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I am manually converting code from Java (1.6) to C# and finding some difficulty with the behaviour of primitives (int and double). In C# it appears that almost all conversions happen automatically

        List<double> list1 = new List<double>();  // legal, C#
        double d0 = 3.0;
        list1.Add(d0);                            // legal, C#
        Double dd = 2.3f;                         // legal, C#
        list1.Add(dd);                            // legal, C#
        List<Double> list2 = new List<Double>();  // legal, C#
        double d1 = 3.0;
        list2.Add(d1);                            // legal, C#
        list2.Add(2.0);                           // legal, C#
        double d2 = list2.get(0);                 // legal, C#

but in Java only some are allowed

        List<double> list1 = new ArrayList<double>();  // illegal, Java
        List<Double> list2 = new ArrayList<Double>();  // legal, Java
        double d1 = 3.0;
        list2.add(d1);                                 // legal, Java
        list2.add(2.0);                                // legal, Java
        double d2 = list2.get(0);                      // legal, Java

I'd be grateful for a systematic analysis of the differences and any underlying rationale.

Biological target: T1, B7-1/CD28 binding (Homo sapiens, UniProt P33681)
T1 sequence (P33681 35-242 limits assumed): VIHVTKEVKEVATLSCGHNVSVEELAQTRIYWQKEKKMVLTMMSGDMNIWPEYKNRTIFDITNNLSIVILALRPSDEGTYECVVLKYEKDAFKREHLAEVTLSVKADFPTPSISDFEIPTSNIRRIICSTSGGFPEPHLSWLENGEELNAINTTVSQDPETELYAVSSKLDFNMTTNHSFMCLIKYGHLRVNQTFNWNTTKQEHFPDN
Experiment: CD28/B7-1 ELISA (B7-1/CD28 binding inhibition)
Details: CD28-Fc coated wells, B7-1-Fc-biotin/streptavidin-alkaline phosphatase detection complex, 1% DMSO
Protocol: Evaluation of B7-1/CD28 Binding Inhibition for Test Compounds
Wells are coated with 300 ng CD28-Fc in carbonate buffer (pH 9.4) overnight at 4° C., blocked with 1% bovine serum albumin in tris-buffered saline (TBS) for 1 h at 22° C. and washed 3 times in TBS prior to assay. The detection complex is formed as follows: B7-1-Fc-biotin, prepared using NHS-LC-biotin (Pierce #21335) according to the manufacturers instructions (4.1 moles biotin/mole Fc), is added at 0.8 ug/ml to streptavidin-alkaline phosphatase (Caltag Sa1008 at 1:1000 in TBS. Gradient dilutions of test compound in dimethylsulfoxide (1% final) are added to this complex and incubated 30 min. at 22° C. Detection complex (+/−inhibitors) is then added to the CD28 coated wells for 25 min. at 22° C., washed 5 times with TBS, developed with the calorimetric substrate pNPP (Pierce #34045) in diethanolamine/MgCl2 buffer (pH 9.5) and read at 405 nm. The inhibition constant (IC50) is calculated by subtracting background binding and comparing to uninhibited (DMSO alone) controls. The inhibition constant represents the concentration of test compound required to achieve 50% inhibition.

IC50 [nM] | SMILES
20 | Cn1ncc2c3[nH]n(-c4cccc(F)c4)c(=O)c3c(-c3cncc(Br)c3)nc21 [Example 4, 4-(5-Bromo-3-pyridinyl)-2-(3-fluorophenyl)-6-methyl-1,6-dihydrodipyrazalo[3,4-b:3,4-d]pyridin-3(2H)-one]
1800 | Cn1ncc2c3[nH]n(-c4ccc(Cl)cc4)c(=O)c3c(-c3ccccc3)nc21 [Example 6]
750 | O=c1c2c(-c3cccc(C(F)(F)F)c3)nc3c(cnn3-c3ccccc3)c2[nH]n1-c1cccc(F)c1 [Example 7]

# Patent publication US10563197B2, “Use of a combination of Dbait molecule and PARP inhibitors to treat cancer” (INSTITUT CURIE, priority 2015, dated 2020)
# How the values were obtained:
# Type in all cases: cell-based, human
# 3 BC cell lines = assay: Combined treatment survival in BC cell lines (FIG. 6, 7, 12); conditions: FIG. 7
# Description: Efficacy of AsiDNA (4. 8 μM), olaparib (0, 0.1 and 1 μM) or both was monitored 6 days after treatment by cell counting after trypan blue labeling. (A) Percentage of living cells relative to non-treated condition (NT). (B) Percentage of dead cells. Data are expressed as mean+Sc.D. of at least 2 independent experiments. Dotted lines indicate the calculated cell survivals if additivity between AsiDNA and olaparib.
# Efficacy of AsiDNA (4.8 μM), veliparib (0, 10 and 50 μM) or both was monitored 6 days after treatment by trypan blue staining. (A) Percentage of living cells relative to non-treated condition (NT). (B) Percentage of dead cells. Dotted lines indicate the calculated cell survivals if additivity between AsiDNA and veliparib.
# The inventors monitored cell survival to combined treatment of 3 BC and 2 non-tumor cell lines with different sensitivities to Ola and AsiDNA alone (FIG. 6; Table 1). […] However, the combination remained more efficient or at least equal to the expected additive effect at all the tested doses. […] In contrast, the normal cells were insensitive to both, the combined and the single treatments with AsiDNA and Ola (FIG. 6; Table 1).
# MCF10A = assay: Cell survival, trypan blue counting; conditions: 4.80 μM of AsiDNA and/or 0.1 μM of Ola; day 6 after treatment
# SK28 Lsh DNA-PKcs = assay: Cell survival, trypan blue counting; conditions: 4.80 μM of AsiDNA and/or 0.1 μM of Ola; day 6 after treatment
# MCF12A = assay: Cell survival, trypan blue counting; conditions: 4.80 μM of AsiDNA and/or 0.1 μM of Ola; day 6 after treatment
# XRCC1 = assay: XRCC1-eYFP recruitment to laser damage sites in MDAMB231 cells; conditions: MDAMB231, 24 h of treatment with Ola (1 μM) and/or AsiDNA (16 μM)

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2 Answers 2

up vote 5 down vote accepted

In your C# example there is no boxing or unboxing (and autoboxing) happening. double is just an alias for the struct Double.

In Java, the boxing is necessary. Because of type erasure, you can't create a List<double>, only List<Double>. At compile time, List<?> becomes List<Object> and boxing/unboxing will need to take place so you can add a native type variable to a List<Object> or assign a native variable to an element of the List.

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I was under the impression that List<Double> existed long before Type Erasure in Java, or am I misunderstanding what you're saying? –  RHSeeger Oct 20 '09 at 20:55
1  
@RHSeeger, List<T> is a generic Type. Generics in Java where/are implemented with Type Erasure. So this implies that List<Double> didn't existed before Type Erasure (at least with the Type parameters). Notice that, List<T> will be translated to the raw type List. –  bruno conde Oct 20 '09 at 21:09

In C#, double and Double are exactly the same thing (as long as you haven't created your own type called Double, which would be stupid).

double is defined as an alias to global::System.Double. As such, there is no boxing here.

In java, Double is a boxed double, with type-erasure being a key part of the generics implementation.

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